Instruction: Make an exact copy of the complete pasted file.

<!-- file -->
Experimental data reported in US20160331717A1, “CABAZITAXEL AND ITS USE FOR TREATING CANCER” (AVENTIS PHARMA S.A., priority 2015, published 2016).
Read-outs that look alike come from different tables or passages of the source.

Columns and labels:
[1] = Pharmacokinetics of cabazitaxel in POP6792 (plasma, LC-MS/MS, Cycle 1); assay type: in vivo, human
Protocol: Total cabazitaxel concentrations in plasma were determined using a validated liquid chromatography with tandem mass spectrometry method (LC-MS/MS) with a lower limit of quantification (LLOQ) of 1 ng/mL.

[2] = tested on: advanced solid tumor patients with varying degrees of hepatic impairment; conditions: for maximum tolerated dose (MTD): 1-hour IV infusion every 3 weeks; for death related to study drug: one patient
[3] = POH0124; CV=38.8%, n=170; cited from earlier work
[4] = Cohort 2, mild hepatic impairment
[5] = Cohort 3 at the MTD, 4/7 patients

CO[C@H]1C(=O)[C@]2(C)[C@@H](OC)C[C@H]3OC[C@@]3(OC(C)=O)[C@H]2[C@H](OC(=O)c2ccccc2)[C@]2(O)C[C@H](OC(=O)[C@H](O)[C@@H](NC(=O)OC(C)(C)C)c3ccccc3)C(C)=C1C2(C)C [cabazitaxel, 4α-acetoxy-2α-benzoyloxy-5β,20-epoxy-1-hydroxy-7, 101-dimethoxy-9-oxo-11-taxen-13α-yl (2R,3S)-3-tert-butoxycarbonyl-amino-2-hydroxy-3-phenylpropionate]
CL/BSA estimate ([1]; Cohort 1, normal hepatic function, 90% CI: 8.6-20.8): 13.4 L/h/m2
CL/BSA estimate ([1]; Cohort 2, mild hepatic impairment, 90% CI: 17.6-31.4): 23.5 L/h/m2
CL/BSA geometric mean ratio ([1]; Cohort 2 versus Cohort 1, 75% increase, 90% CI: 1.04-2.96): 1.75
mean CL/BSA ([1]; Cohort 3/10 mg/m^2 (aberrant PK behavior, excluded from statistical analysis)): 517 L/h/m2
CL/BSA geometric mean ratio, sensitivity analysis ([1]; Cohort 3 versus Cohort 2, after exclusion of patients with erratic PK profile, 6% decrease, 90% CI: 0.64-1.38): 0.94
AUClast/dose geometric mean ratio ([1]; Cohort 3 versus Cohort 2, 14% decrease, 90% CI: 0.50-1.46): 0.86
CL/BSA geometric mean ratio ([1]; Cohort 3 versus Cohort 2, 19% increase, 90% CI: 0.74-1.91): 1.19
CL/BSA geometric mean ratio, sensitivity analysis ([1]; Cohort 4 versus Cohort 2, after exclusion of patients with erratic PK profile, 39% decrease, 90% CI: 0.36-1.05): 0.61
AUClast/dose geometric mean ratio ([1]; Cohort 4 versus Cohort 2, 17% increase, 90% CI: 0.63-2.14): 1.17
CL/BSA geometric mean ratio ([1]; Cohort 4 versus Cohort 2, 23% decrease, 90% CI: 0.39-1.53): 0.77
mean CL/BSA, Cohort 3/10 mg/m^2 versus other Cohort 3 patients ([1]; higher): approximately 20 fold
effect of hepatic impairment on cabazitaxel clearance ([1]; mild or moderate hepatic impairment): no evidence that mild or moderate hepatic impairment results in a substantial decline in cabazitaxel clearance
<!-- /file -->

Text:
Experimental data reported in US20160331717A1, “CABAZITAXEL AND ITS USE FOR TREATING CANCER” (AVENTIS PHARMA S.A., priority 2015, published 2016).
Read-outs that look alike come from different tables or passages of the source.

Columns and labels:
[1] = Pharmacokinetics of cabazitaxel in POP6792 (plasma, LC-MS/MS, Cycle 1); assay type: in vivo, human
Protocol: Total cabazitaxel concentrations in plasma were determined using a validated liquid chromatography with tandem mass spectrometry method (LC-MS/MS) with a lower limit of quantification (LLOQ) of 1 ng/mL.

[2] = tested on: advanced solid tumor patients with varying degrees of hepatic impairment; conditions: for maximum tolerated dose (MTD): 1-hour IV infusion every 3 weeks; for death related to study drug: one patient
[3] = POH0124; CV=38.8%, n=170; cited from earlier work
[4] = Cohort 2, mild hepatic impairment
[5] = Cohort 3 at the MTD, 4/7 patients

CO[C@H]1C(=O)[C@]2(C)[C@@H](OC)C[C@H]3OC[C@@]3(OC(C)=O)[C@H]2[C@H](OC(=O)c2ccccc2)[C@]2(O)C[C@H](OC(=O)[C@H](O)[C@@H](NC(=O)OC(C)(C)C)c3ccccc3)C(C)=C1C2(C)C [cabazitaxel, 4α-acetoxy-2α-benzoyloxy-5β,20-epoxy-1-hydroxy-7, 101-dimethoxy-9-oxo-11-taxen-13α-yl (2R,3S)-3-tert-butoxycarbonyl-amino-2-hydroxy-3-phenylpropionate]
CL/BSA estimate ([1]; Cohort 1, normal hepatic function, 90% CI: 8.6-20.8): 13.4 L/h/m2
CL/BSA estimate ([1]; Cohort 2, mild hepatic impairment, 90% CI: 17.6-31.4): 23.5 L/h/m2
CL/BSA geometric mean ratio ([1]; Cohort 2 versus Cohort 1, 75% increase, 90% CI: 1.04-2.96): 1.75
mean CL/BSA ([1]; Cohort 3/10 mg/m^2 (aberrant PK behavior, excluded from statistical analysis)): 517 L/h/m2
CL/BSA geometric mean ratio, sensitivity analysis ([1]; Cohort 3 versus Cohort 2, after exclusion of patients with erratic PK profile, 6% decrease, 90% CI: 0.64-1.38): 0.94
AUClast/dose geometric mean ratio ([1]; Cohort 3 versus Cohort 2, 14% decrease, 90% CI: 0.50-1.46): 0.86
CL/BSA geometric mean ratio ([1]; Cohort 3 versus Cohort 2, 19% increase, 90% CI: 0.74-1.91): 1.19
CL/BSA geometric mean ratio, sensitivity analysis ([1]; Cohort 4 versus Cohort 2, after exclusion of patients with erratic PK profile, 39% decrease, 90% CI: 0.36-1.05): 0.61
AUClast/dose geometric mean ratio ([1]; Cohort 4 versus Cohort 2, 17% increase, 90% CI: 0.63-2.14): 1.17
CL/BSA geometric mean ratio ([1]; Cohort 4 versus Cohort 2, 23% decrease, 90% CI: 0.39-1.53): 0.77
mean CL/BSA, Cohort 3/10 mg/m^2 versus other Cohort 3 patients ([1]; higher): approximately 20 fold
effect of hepatic impairment on cabazitaxel clearance ([1]; mild or moderate hepatic impairment): no evidence that mild or moderate hepatic impairment results in a substantial decline in cabazitaxel clearance